Once again, after a hiatus of eight months, France has been struck by suspected Islamic terrorists. Time after time, France bears the brunt of terrorism with more people leaving to join the ISIS and other jihadi ranks in Iraq and Syria. According to data released by The International Centre of Study of Radicalisation and Political Violence (based on data from second half of 2014) as published in the Wall Street Journal, nearly 1200 people had joined jihadist ranks from France alone in Iraq and Syria, followed by Germany and Britain.
And now, a man driving a truck, reportedly a French citizen of Tunisian origin, ploughed into a crowd that was celebrating Bastille Day in Nice along the picturesque French Riviera, killing at least 84 and injuring hundred others. This attack comes just eight months after Islamic State-linked extremists killed nearly 130 people at the Bataclan concert hall and other sites across Paris.
Islamic State sympathisers are already reveling on social media after the attack, with one tweet saying, “The number of those killed had reached 62 french crusaders and sinful infidels in Nice, France.. God is great, God is great.” However, if this attack turns out to be the work of Islamic terrorists, then France could very well become the number one target.
The question is, even though Islamic extremists consider the US as their greatest enemy, why France again?
France has a long, complex history with the Muslim world. With a population of around 66 million, the country has a 7-9 per cent (approx) Muslim population who are mostly immigrants from North Africa and their descendants. After France conquest of Algeria in 1830, it seemingly considered Muslim Africa as its own backyard. During the World War I, and after the country conquered Syria and Lebanon as well, many Frenchmen settled in North Africa, while many North Africans came to France looking for employment in new factories. Many immigrant Africans settled in poor areas of Lyon, Paris and up North.
In post-industrial France, many factories and industries shut down resulting in widespread unemployment. However, the settlers stayed back. The subsequent generations thereafter harboured massive discontent for France for their exclusion from the French society, and the country did not do a great job at integrating them. These settlements, known pejoratively as banlieues, are believed to have become a significant recruitment pool for jihadist elements like ISIS and al Qaeda, say experts.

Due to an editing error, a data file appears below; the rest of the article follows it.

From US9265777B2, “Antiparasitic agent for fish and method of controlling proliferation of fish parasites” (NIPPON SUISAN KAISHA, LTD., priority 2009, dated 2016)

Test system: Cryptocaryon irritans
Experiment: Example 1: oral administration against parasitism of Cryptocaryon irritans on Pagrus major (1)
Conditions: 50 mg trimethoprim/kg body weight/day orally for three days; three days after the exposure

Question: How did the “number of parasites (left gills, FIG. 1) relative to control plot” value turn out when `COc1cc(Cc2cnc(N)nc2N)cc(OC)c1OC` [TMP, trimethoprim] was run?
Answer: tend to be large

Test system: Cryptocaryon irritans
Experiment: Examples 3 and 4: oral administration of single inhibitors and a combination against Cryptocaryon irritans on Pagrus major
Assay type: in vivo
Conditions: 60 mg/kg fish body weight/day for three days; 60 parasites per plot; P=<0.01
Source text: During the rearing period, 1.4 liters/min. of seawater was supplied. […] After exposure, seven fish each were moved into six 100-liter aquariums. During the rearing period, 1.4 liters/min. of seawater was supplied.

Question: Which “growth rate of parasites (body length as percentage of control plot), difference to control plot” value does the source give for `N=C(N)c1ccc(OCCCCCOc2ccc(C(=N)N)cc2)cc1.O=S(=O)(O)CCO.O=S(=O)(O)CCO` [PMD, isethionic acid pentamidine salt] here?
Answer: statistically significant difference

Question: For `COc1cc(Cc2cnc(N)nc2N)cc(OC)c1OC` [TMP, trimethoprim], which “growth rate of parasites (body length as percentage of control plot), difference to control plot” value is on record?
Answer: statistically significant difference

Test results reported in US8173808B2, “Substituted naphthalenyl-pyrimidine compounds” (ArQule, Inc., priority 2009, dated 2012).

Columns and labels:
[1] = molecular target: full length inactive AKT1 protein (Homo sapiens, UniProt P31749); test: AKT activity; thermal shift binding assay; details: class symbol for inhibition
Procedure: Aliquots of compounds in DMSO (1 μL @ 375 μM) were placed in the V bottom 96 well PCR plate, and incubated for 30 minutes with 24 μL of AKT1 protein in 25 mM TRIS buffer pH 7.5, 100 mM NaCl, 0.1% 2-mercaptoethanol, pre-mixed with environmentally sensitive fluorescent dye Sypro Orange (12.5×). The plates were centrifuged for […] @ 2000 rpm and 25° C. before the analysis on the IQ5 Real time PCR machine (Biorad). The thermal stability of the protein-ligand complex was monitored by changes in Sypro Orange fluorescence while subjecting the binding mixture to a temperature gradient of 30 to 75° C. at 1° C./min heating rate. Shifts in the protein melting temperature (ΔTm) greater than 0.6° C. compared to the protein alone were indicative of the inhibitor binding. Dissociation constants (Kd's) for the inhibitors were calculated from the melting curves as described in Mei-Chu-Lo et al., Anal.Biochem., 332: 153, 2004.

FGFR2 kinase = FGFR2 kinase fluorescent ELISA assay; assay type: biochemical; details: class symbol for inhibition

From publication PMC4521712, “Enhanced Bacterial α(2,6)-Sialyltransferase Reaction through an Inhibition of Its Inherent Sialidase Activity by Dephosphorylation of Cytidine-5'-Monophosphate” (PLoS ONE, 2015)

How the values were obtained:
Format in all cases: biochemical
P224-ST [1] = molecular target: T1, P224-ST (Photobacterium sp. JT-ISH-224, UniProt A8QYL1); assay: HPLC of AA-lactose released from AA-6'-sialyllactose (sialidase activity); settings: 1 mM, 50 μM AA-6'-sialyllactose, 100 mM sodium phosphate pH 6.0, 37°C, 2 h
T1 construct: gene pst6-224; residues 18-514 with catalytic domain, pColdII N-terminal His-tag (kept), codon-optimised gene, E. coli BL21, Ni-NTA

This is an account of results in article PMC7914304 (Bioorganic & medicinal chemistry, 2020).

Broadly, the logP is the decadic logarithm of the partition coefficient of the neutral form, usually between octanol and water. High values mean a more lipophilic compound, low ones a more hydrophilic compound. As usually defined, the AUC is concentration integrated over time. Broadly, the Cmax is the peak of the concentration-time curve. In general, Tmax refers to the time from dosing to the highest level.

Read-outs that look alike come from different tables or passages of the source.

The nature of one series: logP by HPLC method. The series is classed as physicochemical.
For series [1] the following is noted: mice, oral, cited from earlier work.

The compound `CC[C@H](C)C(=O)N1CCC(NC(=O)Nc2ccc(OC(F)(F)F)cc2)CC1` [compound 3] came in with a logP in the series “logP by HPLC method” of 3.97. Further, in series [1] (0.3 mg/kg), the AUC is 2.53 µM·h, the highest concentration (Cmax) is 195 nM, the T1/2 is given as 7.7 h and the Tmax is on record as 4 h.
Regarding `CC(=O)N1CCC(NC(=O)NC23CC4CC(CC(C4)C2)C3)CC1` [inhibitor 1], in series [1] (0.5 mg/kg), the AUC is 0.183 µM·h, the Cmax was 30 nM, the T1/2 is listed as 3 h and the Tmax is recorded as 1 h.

Largely symbolic measures against Muslims, such as the 2010 ban on wearing face veils in public, also added to the simmering anger.
Perhaps, what’s immediately relevant to know is France President Hollande had decided on Thursday, a day before Bastille Day celebrations, to redeploy the Charles de Gaulle aircraft carrier this fall to step up the fight against the Islamic State group and suggested an increase in ground troops for training and support to take back Mosul, in northern Iraq. “We must strike and destroy those who aggressed us here in two sets of attacks last year,” Hollande had said.
This, coupled with an already intensive airstrikes in IS-held territories in Iraq and Syria beginning last September has probably fanned rabid hatred for France from jihadists. What is more revealing is the fact that the Islamic State has consistently lashed out at France for its current policies that it considers un-Islamic.
In a string of statements after the Bataclan Theatre attack, the IS had said France remains the primary target. “France and those who follow its path must know that they remain the principal targets of the Islamic State,” read the IS statement. It also referred to Paris as a “capital of prostitution and obscenity”. In fact, one of the witnesses in the Bataclan theatre attack, according to the New York Times, also reportedly heard a terrorist saying,”This is because of all the harm done by Hollande to Muslims all over the world.”
Some experts on terrorism had argued a year ago about whether it should intervene in the Iraq and Syria crises claiming that the Islamic State posed no threat to the world. The carnage in Nice just goes to show how misleading the analysis was.
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